July 19 2018
Professor Jennifer Golbeck uses running to balance a full roster of work, travel and her pack of famous pups.
In my closet, you’ll find a shelf of old running shoes. They are shoes that have enough miles on them to not be useable for my double-digit runs anymore, but still have enough wear to protect someone else’s feet through many more miles. When I look at that shelf, I am flooded with memories and indecision. Donating an old cocktail dress is pretty easy. Each dress carries a memory of some party I wore it to, where I laughed, danced and drank with other people, but each pair of shoes carries with it memories of a personal journey it took me on….journeys that have all connected to make me the person that I am today.
There is the pair that carried me through my very first half marathon, showing me that actually what I thought is impossible is possible; you can go from not being able to run one mile to running 13.1. It’s the pair that led me to cross my first finish line and know immediately that what I thought would be a one-time occurrence was just the beginning of more finish lines ahead.
There is the pair that I wore during my very first run in the rain, when I splattered through puddles and realized that I have become one of those people whom I considered a “crazy rain runner” before I became a runner myself. I was no longer the casual runner, but the serious one, who will go out no matter what the weather conditions are, no matter how soaked she gets, to get her sanity run in. That first rain run reminded me of that time in college when we went out in our PJ’s in pouring 3 a.m. rain and made me want to try to find my old college roommates again. It made me remember the value of throwing caution to the wind and taking advantage of the times when I can pretend to be carefree even if for just an hour.
There is the pair that I wore in the San Francisco half marathon; the race that I dreaded for 6 months, because this girl does not do hills. She’s got the endurance to run on flat roads forever, but don’t have her do hills or sprints because she can’t do those…until she did…in those shoes…up and down through San Francisco…finishing the race exhilarated and realizing that if she could run that course, surely she could run a full marathon as well.
There is the pair that I wore on all my early morning runs during our trip to Italy. I would sneak out of where we were staying before my husband and kids woke up to discover what Rome, Venice, and Florence sound and feel and smell like early in the morning as the sun is rising. Those solitary morning excursions made me remember vacations past as a little girl and appreciate as a mother now all the planning that my mom must have done for our childhood vacations in the days of no technology, when you had to actually call travel agents and book hotels without a wealth of ratings and reviews at your fingertips on your phone.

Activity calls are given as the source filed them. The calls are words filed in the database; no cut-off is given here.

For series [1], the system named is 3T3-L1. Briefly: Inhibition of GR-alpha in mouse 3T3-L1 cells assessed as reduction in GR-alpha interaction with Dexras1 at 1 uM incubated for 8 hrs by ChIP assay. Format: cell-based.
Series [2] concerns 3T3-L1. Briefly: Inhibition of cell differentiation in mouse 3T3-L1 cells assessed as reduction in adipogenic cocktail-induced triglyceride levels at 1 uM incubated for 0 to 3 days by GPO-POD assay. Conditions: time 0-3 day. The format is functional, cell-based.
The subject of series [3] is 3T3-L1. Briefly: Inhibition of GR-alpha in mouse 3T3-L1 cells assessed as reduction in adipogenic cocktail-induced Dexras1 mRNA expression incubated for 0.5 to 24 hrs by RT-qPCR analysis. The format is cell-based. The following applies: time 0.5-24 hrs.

There is the pair that was sent to me by Women’s Running as a thank you for some of my contributions to them. They came along with other goodies in a box that I opened in disbelief…that the girl who was picked last in PE and couldn’t run a mile at the age of 38 had transformed into not just a runner but a contributor to a running website. That pair told me that the definition of who you are can change at any age if you want it to. That pair said you are both an athlete and a writer, and made me wonder what other roles are waiting in my future.
There is the pair that I wore in my very first full marathon; the marathon in which I decided that I was going to carry my late aunt for 26.2 miles and then finally let her go…let go of all the regrets and sorrow I had about her death and only hold on to the beautiful memories and lessons she taught me…the pair that carried my aunt and I through 26.2 miles of Los Angeles neighborhoods and made me a first-time marathoner mother at the age of 42. It proved that I can do anything once I decide to commit to the work involved, once I have the right motivation, once I care enough. It is the pair that makes me think of my aunt every time I see it.
Do I keep all these shoes, or do I donate them? Do they continue to occupy a shelf in my closet, or do I let them go? Do I keep just the one pair that carried me and my aunt through that first marathon, or do I donate them to Soles4Souls, so they can protect the feet of another mother and help carry her through her own journey across the world, so they can provide the wings to help her take some steps from her impossible towards her possible? I think I know my answer. Do you have a shelf of old running shoes? See how you can help at Soles4Souls.